A role for bile acids in cancer cachexia-associated liver inflammation
For several years, Laure Bindels' team (MNUT group) has been working on the contribution of the gut-liver axis to the development of cancer-associated cachexia. Cancer cachexia regroup the panel of metabolic alterations occurring upon cancer development. These alterations are directly responsible for weight loss in clinics and reduce both the quality and the length of life. However, the underlying mechanisms of cancer cachexia are still unclear and need to be explored.
In this context, Morgane Thibaut and colleagues recently published an article in Journal of Cachexia, Sarcopenia and Muscle highlighting alterations in bile acid metabolism in cancer cachexia, both in mice and humans. In addition, they demonstrate the causal role of systemic inflammation to the impairment of the hepatobiliary transport system, and the role played by bile acids in the hepatic inflammation. This work set the stage to a better understanding of the role of the liver, and specifically bile acids, in cancer cachexia.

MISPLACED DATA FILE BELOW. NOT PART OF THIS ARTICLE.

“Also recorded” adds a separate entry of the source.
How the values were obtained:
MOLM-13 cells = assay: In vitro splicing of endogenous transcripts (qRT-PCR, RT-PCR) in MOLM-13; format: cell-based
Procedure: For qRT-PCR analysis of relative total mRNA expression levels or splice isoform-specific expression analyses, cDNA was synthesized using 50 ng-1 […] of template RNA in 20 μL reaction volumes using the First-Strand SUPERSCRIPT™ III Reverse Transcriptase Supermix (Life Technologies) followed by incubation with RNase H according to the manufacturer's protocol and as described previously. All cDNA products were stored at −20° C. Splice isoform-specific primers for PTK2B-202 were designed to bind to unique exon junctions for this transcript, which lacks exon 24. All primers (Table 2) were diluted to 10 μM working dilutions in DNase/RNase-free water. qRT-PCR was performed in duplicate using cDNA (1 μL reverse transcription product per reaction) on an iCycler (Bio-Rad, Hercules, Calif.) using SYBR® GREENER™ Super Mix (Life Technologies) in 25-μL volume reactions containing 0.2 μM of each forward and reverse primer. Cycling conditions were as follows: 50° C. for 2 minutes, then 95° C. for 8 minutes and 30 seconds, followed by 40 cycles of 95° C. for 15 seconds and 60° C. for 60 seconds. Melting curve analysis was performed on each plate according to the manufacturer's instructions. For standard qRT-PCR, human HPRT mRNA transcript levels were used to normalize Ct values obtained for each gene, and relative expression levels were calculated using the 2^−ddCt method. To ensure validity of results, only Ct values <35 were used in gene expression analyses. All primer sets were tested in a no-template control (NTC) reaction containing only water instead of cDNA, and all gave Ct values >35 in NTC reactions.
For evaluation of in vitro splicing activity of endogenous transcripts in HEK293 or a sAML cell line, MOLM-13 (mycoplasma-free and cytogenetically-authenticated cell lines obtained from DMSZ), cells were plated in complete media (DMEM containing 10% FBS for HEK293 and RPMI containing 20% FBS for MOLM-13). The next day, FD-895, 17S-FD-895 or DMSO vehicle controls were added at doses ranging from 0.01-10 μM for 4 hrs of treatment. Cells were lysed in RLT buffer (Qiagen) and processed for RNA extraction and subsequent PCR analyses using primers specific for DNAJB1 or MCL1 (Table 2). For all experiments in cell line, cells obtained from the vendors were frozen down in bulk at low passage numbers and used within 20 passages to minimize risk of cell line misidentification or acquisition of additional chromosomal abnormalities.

This research was funded by the F.R.S.-FNS, the Télévie and the FSR, among others.